|FOR IMMEDIATE RELEASE|
JANUARY 6, 2005
|CONTACT: Center for Science in the Public Interest
Guidelines for Marketing Food to Kids Proposed
CSPI Calls for Nutrition Standards and Curbs on TV Advertising, Movie Tie-Ins, School-based Marketing and Other Tactics for Selling Junk Food to Children
WASHINGTON -- January 6 -- The Center for Science in the Public Interest (CSPI) today released new Guidelines for Responsible Food Marketing to Children, which call on food manufacturers, broadcasters, restaurants, movie studios, and schools to reform the way drinks, snacks, fast-food meals, and other foods are marketed to kids. The Guidelines propose curbing certain marketing techniques but unlike the food industry's self-imposed guidelines, CSPI is proposing basic nutritional thresholds for determining which foods should be marketed to kids in the first place. The Guidelines were developed with input from experts from academia, government, and industry.
Each day, children receive about 58 commercial messages from television alone, about half of which are for food. According to CSPI, much of that advertising is for high-calorie or low-nutrition foods and undermines parents' efforts to provide healthful diets for their kids. While a number of factors affect children's food choices, studies show that food marketing attracts kids' attention and affects their food preferences and choices. The amount of marketing aimed at kids has doubled in the last 10 years from $7 billion to $15 billion a year.
"Parents are outgunned by food companies and the toys, cartoon characters, celebrities, and psychological munition that food marketers have at their disposal," said CSPI nutrition policy director Margo G. Wootan. "Parents try to get their kids to eat bananas, broccoli, and whole wheat bread, but those messages get drowned out by marketing for French fries, cookies, and candy. What we're really asking is that marketers act responsibly, and not urge kids to eat foods that could harm their health."
Ideally, says CSPI, only healthful foods like fruits, vegetables, and whole-grain products would be marketed to kids. But CSPIs Guidelines would allow a much broader range of foods to be marketed to kids, as long as the food in question provides some positive nutritional benefit and isn't too high in saturated and trans fat, salt, or added sugars.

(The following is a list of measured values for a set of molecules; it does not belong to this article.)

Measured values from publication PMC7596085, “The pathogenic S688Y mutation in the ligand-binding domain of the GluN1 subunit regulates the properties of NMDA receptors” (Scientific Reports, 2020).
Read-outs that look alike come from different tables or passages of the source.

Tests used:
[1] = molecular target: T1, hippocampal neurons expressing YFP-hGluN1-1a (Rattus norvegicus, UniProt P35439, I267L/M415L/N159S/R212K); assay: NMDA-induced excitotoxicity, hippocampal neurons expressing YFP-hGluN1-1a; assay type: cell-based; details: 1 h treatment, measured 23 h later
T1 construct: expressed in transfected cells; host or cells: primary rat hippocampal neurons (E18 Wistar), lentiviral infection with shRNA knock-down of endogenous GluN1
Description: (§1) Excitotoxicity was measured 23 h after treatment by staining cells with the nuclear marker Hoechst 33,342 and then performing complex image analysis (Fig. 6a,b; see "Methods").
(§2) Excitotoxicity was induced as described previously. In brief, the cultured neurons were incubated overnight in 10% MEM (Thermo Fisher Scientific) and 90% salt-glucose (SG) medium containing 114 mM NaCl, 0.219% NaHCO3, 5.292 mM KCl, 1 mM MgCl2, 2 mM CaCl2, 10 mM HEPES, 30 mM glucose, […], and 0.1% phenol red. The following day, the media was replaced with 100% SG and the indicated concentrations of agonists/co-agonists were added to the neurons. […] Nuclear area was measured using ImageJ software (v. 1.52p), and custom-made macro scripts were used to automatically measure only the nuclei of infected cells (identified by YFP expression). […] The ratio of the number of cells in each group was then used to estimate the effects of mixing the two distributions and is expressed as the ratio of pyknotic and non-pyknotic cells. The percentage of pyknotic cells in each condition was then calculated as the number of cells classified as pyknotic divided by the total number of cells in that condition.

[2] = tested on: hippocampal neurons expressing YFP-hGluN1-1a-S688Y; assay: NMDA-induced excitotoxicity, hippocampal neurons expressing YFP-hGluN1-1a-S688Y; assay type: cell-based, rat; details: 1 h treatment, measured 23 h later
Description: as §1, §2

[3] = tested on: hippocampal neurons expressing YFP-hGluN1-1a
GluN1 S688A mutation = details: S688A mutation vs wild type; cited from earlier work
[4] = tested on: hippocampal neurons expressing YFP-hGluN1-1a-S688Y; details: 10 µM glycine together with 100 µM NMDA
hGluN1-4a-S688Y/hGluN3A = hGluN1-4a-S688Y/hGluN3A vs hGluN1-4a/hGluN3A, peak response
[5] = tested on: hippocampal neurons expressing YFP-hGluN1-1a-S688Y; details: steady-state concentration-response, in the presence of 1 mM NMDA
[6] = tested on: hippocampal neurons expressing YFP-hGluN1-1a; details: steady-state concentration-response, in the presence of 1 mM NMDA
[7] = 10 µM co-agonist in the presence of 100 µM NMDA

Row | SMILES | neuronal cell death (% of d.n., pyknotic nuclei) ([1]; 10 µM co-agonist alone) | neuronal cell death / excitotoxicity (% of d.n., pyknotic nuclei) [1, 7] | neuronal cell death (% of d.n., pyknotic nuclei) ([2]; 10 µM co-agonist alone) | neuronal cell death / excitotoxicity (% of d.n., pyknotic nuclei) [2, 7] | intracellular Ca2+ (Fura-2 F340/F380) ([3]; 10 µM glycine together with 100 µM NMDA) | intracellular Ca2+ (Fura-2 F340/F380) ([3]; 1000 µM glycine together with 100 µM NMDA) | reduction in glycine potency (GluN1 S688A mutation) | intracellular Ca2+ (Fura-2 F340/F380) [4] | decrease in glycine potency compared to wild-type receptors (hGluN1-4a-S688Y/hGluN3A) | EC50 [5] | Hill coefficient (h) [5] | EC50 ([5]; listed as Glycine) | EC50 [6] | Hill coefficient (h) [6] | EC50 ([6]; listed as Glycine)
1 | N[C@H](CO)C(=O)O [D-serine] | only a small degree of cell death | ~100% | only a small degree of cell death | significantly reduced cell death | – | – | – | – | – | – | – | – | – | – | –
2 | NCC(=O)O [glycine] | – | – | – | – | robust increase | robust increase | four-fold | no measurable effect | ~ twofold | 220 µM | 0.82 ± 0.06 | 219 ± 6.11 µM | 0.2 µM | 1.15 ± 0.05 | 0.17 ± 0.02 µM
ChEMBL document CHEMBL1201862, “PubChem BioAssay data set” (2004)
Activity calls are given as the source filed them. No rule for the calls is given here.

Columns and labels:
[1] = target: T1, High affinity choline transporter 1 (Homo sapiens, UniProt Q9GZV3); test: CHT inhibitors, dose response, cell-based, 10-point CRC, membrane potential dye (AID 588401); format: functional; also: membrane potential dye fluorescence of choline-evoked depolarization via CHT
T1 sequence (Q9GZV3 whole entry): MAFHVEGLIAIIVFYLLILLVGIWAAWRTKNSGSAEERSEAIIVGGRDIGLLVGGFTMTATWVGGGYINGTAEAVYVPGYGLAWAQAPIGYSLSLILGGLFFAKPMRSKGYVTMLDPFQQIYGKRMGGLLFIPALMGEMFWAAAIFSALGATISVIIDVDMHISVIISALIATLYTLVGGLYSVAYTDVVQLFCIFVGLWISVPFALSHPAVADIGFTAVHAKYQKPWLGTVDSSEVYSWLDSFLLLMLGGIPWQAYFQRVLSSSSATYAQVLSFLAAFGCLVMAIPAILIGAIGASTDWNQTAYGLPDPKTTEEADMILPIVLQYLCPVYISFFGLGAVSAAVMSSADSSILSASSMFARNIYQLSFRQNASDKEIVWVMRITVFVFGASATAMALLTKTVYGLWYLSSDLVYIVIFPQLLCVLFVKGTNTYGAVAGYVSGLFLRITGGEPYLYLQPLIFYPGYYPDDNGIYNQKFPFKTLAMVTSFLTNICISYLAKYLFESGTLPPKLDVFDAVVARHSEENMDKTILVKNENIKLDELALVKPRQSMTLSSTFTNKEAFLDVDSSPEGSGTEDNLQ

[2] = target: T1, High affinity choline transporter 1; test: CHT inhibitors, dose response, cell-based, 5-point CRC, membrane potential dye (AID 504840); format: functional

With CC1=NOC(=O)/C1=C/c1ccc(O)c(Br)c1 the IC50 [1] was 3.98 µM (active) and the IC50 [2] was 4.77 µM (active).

For instance, CSPI's Guidelines call on companies not to market low-nutrition drinks like soda, sports drinks, and sweetened ice tea to kids. Food companies could, though, market:
The Guidelines call for foods marketed to kids to be in reasonable portion sizes, to provide some basic nutrients, and to have:
The Guidelines would allow companies to use almost any marketing technique to market healthful foods to kids. But it also calls on companies not to use certain commonly used techniques to market low-nutrition foods to kids, including:
"No parent would allow a door-to-door salesman to come into the house and spend a few unsupervised minutes with the kids, yet junk-food manufacturers have similar unfettered access to kids' impressionable minds via advertising and marketing," said CSPI executive director Michael F. Jacobson. "Food manufacturers like to put all the blame on parents, but these companies go right around parents' backs, directly to kidsand sometimes directly to toddlerswith sales pitches for unhealthful foods."
Over the last 20 years, rates of obesity have doubled in children and tripled in teens. And, since most children's diets are too high in calories, saturated and trans fat, and sodium, one-quarter of kids between the ages of five and 10 have high blood pressure, elevated blood cholesterol levels, or other early warning signs for heart disease. Type 2 diabetes can no longer be called "adult onset" diabetes because of rising rates in children.
The last serious attempt to protect children from junk-food advertising was a quarter-century ago, when the Federal Trade Commission was investigating whether advertising aimed at kids was inherently unfair. Congress, in response to pressure from food manufacturers, broadcasters, and the advertising industry, quashed the FTC's effort to regulate such ads. Since then, advertising aimed at kids has been largely unregulated, but for the industrys own self-regulatory body, the Childrens Advertising Review Unit (CARU), a division of the Council of Better Business Bureaus. The group is funded by regulated companies, and seeks to "preserve their freedom" to advertise to kids.
Today CSPI sent its Guidelines to officials at major food companies, chain restaurants, television networks, television stations in the 50 largest markets, movie studios, supermarkets, and children's magazines and urged them to comply on a voluntary basis.
"For far too long, food manufacturers, fast-food restaurants, and media conglomerates have been profiting by pushing obesity- and disease-causing junk foods to kids," Wootan said. "It's time for them to clean up their act."